The Spencer roast, another name for a boneless rib-eye roast, is a flavorful, juicy and tender cut, which makes it relatively pricey. Thanks to its generous marbling, it holds up well to dry-heat cooking methods like roasting, a practical approach given a whole Spencer roast's bulky size. It easily feeds a crowd, making this a good holiday meal choice, or yields plenty of leftovers from a smaller family dinner. It's best when roasted slowly at a relatively low temperature.
Set an oven rack one or two slots below the middle level so the beef sits centered in the chamber. This allows for optimal heat circulation and even cooking. Preheat your oven for about 30 minutes to 500 degrees Fahrenheit.
Line the bottom and sides of the roasting pan with aluminum foil and lightly coat the rack with nonstick cooking spray. The foil catches the meat's drippings so you don't have to scrub the pan after dinner, and it makes it easy to use the drippings for gravy.
Blot the Spencer roast dry with paper towels, then brush it with cooking oil. Pat it with salt and pepper to taste. Sea salt and coarsely cracked pepper add some pleasing crunch. For more depth of flavor, add a few of your favorite dried herbs and spices, such as thyme, rosemary, garlic or onion powder, chili powder, dry mustard powder or a ready-made meat rub.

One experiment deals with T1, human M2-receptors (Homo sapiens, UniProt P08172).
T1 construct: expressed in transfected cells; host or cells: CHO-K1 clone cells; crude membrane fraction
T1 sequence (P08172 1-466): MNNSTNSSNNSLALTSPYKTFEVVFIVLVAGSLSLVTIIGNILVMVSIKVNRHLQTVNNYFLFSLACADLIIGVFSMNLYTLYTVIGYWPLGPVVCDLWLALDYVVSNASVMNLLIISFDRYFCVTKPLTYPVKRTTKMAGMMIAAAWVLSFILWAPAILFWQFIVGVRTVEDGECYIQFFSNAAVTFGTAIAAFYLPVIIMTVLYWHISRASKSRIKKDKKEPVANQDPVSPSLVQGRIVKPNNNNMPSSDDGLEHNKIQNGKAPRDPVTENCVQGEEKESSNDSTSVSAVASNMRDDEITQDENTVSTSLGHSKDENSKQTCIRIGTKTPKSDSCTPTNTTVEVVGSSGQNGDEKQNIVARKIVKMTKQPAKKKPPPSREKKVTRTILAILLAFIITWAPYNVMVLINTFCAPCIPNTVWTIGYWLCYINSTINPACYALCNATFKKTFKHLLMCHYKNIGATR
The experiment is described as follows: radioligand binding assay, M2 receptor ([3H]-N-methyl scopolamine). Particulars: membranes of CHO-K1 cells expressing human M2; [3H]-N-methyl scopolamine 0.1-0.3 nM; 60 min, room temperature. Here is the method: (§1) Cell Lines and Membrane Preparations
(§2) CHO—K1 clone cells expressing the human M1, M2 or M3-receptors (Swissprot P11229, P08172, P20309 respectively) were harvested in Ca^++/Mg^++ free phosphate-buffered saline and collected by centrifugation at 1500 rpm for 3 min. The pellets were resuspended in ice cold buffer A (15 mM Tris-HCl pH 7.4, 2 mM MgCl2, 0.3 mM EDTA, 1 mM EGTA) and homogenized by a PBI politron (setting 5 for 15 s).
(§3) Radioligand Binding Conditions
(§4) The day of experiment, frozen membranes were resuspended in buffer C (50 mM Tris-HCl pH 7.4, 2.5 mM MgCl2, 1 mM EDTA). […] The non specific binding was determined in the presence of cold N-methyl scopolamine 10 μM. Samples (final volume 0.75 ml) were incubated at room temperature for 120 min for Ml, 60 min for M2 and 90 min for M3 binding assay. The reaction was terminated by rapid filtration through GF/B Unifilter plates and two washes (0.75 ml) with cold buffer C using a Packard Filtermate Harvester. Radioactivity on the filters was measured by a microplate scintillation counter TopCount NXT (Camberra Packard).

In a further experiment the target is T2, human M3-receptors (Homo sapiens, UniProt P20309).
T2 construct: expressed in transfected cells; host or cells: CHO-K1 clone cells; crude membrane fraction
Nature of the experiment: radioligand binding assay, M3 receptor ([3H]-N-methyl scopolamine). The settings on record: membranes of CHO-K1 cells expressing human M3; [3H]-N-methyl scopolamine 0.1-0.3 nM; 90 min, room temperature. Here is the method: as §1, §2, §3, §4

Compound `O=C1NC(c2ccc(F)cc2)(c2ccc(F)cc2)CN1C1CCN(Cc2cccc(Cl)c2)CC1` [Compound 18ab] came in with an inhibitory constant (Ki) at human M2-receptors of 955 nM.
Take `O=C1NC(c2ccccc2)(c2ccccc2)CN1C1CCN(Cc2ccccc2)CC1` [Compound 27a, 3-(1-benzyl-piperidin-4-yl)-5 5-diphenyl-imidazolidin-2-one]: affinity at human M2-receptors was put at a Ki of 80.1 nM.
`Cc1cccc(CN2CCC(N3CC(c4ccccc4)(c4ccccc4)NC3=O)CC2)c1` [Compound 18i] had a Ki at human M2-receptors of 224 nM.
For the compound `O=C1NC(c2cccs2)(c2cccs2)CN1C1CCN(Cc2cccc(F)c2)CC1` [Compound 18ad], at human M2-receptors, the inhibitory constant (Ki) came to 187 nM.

Set the meat on the rack in the roasting pan with the fat side facing up. Insert an oven-safe meat thermometer into the thickest part of the roast. Put the roast into the oven.
Reduce the oven temperature to 325 F after about 20 minutes, once the outside of the Spencer roast looks nicely browned.
Cook the beef until the thermometer reads 10 degrees below your target doneness, as large roasts cook another 10 degrees or so while resting. The USDA advises cooking beef to a final temperature of at least 145 F; you may choose a lesser or greater degree of doneness based on your personal preference. For rare, remove the roast from the oven at 115 to 120 F; for medium-rare, take it out at 120 to 125 F; for medium, 125 to 135 F; for medium-well, 140 to 150 F; and for well-done, 155 to 160 F.
Transfer the Spencer roast onto a serving platter. Rest it for 10 to 15 minutes to allow the muscle fibers to reabsorb the juices that seep out during cooking.
Items you will need
- Roasting pan with rack
- Aluminum foil
- Nonstick cooking spray
- Basting brush
- Salt and pepper
- Additional seasonings, optional
- Oven-safe meat thermometer
- Serving platter
For a quick gravy, pour the Spencer roast's drippings from the foil into a pan on the stove over medium heat. Whisk in about 2 tablespoons of all-purpose flour for 1 minute, then add about 1 cup of red wine and bring it to a boil for about 3 minutes. Toss in some chopped garlic or shallot, along with any desired seasonings, like some salt, pepper, thyme and rosemary. Pour in about 1 cup of beef broth and return to a boil. Stir occasionally and reduce to the desired thickness.
Store your Spencer roast in the refrigerator to keep it below 40 F and prevent bacterial overgrowth that can lead to foodborne illnesses.